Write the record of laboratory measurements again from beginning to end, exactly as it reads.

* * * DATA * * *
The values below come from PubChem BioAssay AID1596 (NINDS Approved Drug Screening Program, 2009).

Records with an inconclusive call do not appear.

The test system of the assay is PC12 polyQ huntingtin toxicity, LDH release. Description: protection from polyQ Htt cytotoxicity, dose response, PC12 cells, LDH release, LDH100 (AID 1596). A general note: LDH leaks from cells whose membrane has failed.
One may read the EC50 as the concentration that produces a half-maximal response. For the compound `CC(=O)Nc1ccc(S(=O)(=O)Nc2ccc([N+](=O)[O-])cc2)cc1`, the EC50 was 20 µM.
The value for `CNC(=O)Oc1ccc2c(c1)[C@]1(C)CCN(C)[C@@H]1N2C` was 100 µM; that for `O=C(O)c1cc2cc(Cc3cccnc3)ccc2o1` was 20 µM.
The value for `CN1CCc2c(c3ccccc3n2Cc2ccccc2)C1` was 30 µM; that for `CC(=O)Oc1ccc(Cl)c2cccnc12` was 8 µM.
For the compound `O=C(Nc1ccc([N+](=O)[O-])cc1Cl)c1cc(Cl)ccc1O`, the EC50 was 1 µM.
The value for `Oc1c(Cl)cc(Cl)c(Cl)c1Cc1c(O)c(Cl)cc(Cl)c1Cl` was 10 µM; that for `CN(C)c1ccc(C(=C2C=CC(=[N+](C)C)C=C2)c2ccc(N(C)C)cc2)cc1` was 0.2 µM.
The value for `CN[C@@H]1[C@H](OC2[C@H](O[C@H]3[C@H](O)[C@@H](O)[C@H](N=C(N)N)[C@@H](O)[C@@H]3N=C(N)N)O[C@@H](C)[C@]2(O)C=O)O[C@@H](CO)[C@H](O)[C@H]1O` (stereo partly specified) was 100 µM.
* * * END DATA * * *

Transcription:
The values below come from PubChem BioAssay AID1596 (NINDS Approved Drug Screening Program, 2009).

Records with an inconclusive call do not appear.

The test system of the assay is PC12 polyQ huntingtin toxicity, LDH release. Description: protection from polyQ Htt cytotoxicity, dose response, PC12 cells, LDH release, LDH100 (AID 1596). A general note: LDH leaks from cells whose membrane has failed.
One may read the EC50 as the concentration that produces a half-maximal response. For the compound `CC(=O)Nc1ccc(S(=O)(=O)Nc2ccc([N+](=O)[O-])cc2)cc1`, the EC50 was 20 µM.
The value for `CNC(=O)Oc1ccc2c(c1)[C@]1(C)CCN(C)[C@@H]1N2C` was 100 µM; that for `O=C(O)c1cc2cc(Cc3cccnc3)ccc2o1` was 20 µM.
The value for `CN1CCc2c(c3ccccc3n2Cc2ccccc2)C1` was 30 µM; that for `CC(=O)Oc1ccc(Cl)c2cccnc12` was 8 µM.
For the compound `O=C(Nc1ccc([N+](=O)[O-])cc1Cl)c1cc(Cl)ccc1O`, the EC50 was 1 µM.
The value for `Oc1c(Cl)cc(Cl)c(Cl)c1Cc1c(O)c(Cl)cc(Cl)c1Cl` was 10 µM; that for `CN(C)c1ccc(C(=C2C=CC(=[N+](C)C)C=C2)c2ccc(N(C)C)cc2)cc1` was 0.2 µM.
The value for `CN[C@@H]1[C@H](OC2[C@H](O[C@H]3[C@H](O)[C@@H](O)[C@H](N=C(N)N)[C@@H](O)[C@@H]3N=C(N)N)O[C@@H](C)[C@]2(O)C=O)O[C@@H](CO)[C@H](O)[C@H]1O` (stereo partly specified) was 100 µM.